The term â˜stress response’ describes a series of different and complex responses made by the body to any demand it faces. The stress response is always active to some degree, operating within the normal zone of the stress balance to enable us to deal with everyday changes in the environment. When unusual, novel or excessive demands, challenges or threats arise, the stress response ensures that the body is always in a state of readiness to deal with them. Because demands can be life-threatening, physical, emotional, pleasant or unpleasant, the body’s response must be appropriate for dealing with the type of situation faced. It would not be effective and economical for the body to activate a single fixed stress response to deal with all eventualities, so different parts and levels of the stress response are activated to enable us to respond in the most appropriate way.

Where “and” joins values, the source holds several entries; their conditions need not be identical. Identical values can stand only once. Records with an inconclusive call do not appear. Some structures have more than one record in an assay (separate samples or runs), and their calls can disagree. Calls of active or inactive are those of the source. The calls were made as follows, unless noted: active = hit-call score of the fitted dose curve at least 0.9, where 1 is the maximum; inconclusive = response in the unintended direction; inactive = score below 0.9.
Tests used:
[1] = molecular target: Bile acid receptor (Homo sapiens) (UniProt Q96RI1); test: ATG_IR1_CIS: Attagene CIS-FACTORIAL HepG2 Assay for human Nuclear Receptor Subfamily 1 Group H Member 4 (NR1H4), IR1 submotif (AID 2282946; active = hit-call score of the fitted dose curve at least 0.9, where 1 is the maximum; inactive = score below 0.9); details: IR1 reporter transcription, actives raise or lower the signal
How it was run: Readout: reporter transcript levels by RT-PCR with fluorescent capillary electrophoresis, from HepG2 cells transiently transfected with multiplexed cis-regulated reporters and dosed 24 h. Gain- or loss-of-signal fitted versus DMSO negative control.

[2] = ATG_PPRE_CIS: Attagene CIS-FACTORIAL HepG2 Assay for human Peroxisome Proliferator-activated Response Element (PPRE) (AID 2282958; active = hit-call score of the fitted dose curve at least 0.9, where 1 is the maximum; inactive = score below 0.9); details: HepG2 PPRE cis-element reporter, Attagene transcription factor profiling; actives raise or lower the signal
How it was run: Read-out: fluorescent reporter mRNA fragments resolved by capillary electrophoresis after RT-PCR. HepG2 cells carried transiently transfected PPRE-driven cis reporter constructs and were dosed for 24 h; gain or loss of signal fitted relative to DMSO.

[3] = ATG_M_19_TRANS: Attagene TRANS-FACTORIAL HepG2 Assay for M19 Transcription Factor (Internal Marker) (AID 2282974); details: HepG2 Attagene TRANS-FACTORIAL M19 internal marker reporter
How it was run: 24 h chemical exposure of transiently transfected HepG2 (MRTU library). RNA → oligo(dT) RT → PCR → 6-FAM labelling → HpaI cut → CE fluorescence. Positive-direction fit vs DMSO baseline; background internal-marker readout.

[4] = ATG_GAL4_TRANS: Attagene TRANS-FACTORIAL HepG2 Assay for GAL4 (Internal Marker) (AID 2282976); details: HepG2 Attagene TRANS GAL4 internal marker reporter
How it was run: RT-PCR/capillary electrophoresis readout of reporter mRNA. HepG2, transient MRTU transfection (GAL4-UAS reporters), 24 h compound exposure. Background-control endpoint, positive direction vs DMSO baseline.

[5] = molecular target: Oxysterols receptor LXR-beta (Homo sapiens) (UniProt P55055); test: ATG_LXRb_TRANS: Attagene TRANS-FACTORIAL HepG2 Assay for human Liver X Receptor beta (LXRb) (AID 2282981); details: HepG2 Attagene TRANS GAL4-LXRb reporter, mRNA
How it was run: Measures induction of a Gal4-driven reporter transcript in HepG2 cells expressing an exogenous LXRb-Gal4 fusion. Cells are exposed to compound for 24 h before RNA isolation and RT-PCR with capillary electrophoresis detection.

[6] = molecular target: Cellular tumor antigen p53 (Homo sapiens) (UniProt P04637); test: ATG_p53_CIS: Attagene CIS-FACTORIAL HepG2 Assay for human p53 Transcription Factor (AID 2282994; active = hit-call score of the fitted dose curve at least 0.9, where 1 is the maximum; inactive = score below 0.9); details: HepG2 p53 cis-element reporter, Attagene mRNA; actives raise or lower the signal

Dealing with life-threatening situations
If we are suddenly confronted by an actual life-threatening situation such as a car hurtling out of control towards us or someone about to attack us, our response must be immediate. The body goes on an emergency full alert and prepares for physical activity. Because of the speed and urgency of this level of response it has been called the alarm reaction and also the emergency response. It may be that running away from danger will preserve our life or it could be that staying to fight will be more effective. We decide in a fraction of a second which course of action to take.
The alarm reaction evolved to prepare our ancestors for action when confronted by a wild animal or similar threat. A split-second decision had to be made on whether to stand their ground and fight or turn tail and flee as fast as possible. So another name for the alarm reaction is the fight or flight response.
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